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Within... a story about acceptance, inclusion, and inner love

Updated: Jun 7




Once upon a present time, Cody the coyote was roaming around their exhibit at the local zoo. Cody was telling their coyote friends that while they liked being a coyote, they felt that in their heart they wanted to be an elephant.




“An ELEPHANT??” some said, confused as to why such an intelligent and versatile creature would ever want to be anything other than itself.


Cody explained that while they loved being a coyote, that sometimes they just felt that they were an elephant at their heart. Thankfully, Cody had an amazing group of friends they called the Barking Band, that accepted them for who they truly were within.



“We do not care if you want to be an elephant, a giraffe, a cat, or a mouse, we just want you to be happy,” a member of The Barking Band explained to Cody.

Cody was ecstatic their friends loved and accepted them for who they felt they were within, even if it did not match what they looked like on the outside.



Once a year, all the zoo animals were able to roam the zoo free and mingle with animals outside their species. This was Cody’s favorite time of year because they were able to see the elephants up close. The only other time he would see them is through the holes in the exhibit, standing in one corner of the den at the right time of day when the humans were eating lunch- a moment that had to line up so perfectly, that it rarely happened.


Cody decided this was the year they would tell the elephants how they felt. As Cody approached the herd of elephants, they became startled. I mean it is a coyote, an animal who will eat just about anything and can run 40 miles an hour, double the speed of an elephant.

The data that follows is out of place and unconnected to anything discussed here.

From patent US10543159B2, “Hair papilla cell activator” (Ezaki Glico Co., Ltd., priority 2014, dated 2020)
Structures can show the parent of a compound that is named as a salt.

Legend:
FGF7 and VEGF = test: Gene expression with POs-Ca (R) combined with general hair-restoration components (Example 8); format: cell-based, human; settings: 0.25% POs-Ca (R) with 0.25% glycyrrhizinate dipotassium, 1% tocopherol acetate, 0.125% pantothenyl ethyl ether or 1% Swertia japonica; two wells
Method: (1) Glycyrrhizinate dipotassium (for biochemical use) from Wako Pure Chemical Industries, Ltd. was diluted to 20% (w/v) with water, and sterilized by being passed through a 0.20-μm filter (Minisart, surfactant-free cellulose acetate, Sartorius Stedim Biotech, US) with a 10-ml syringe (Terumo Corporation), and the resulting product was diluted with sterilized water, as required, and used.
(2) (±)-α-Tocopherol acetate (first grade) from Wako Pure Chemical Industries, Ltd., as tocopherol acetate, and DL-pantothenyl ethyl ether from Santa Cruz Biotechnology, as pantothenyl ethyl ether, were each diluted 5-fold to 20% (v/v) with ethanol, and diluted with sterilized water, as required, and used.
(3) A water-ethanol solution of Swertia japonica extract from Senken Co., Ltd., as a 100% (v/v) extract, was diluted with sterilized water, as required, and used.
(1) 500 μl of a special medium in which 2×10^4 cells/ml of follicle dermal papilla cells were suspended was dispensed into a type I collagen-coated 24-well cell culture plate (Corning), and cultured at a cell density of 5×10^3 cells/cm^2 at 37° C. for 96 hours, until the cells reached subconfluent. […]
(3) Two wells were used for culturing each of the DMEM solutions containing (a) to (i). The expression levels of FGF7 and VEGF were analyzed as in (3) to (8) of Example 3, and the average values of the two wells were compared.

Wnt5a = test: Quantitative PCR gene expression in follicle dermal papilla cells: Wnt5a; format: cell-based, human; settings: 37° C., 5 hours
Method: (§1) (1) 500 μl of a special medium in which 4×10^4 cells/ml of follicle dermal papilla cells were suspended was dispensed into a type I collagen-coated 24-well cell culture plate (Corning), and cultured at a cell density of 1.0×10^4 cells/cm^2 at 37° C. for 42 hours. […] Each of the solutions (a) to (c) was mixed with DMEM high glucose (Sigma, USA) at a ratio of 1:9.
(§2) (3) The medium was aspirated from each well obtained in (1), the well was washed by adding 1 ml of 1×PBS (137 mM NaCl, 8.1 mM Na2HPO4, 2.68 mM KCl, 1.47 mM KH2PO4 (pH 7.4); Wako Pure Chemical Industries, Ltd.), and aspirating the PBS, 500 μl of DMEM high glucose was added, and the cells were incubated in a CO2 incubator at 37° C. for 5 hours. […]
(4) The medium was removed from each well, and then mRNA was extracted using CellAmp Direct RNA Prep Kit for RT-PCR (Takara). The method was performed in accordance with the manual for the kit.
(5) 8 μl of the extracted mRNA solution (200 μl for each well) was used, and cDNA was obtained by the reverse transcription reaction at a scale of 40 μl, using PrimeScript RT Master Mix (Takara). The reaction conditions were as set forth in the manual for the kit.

The leader of the herd, Emory, approached Cody to find out what their motive was. Even though this was the social gathering of the year, a coyote had never approached the elephant herd before so the herd was a little on edge.



The moment Cody opened their mouth, everything they ever wanted to say came spilling out. “I think elephants are the most beautiful and majestic animals and I’ve always believed in my heart I am one,” Cody said.



Emory was taken aback for a moment. White playful and loved within their herd, the elephants had never wanted to be anything other than an elephant. They are the largest land mammal sure, but look at the tigers, and the lions, the penguins. Emory looked around at the herd, all dirty and covered in mud to keep cool, and he thought that the coyotes seemed way cooler than the elephants.




But then, Emory took a step back and a light bulb moment happened. It was not for Emory to decide how Cody felt, what made their heartbeat love was not up to Emory. How Cody’s heart felt love was up to Cody and they felt love in their heart when they saw themselves as an elephant. While Emory might have been confused because they had never seen picked themselves as another animal, that did not mean that Cody’s feelings were not valid.


Emory told Cody the elephant herd was honored that another species that was born in a different part of the world and lived a different part of the zoo, felt the deep family bonds that their species had as elephants. Elephants are sensitive, caring animals who feel compassion and if Cody felt those things too then they too were an elephant.



Emory introduced Cody and his Barking Band members to the herd and explained that while Cody may look like a coyote on the outside, their heart was filled with the same love and pride as every elephant that has roamed the lands before them If anyone had any issue with this, they could go to a different side of the zoo because only those who accepted love were welcome.




From that day forward, all the animals looked forward to their once a year gathering, where they could mingle with all species, free of judgment and shame. Emory and Cody taught not only the coyotes and elephants about true love and acceptance that day, they opened the eyes of all the animals at the zoo.

It did not matter what side of the zoo they lived in, if they had fur or skin, if they ate bugs or fish, or how they looked on the outside- the animals learned the truth to happiness, the true you, always comes from within.


Written by Sabrina Johnson

Reviewed and edited by Katelyn Hopman







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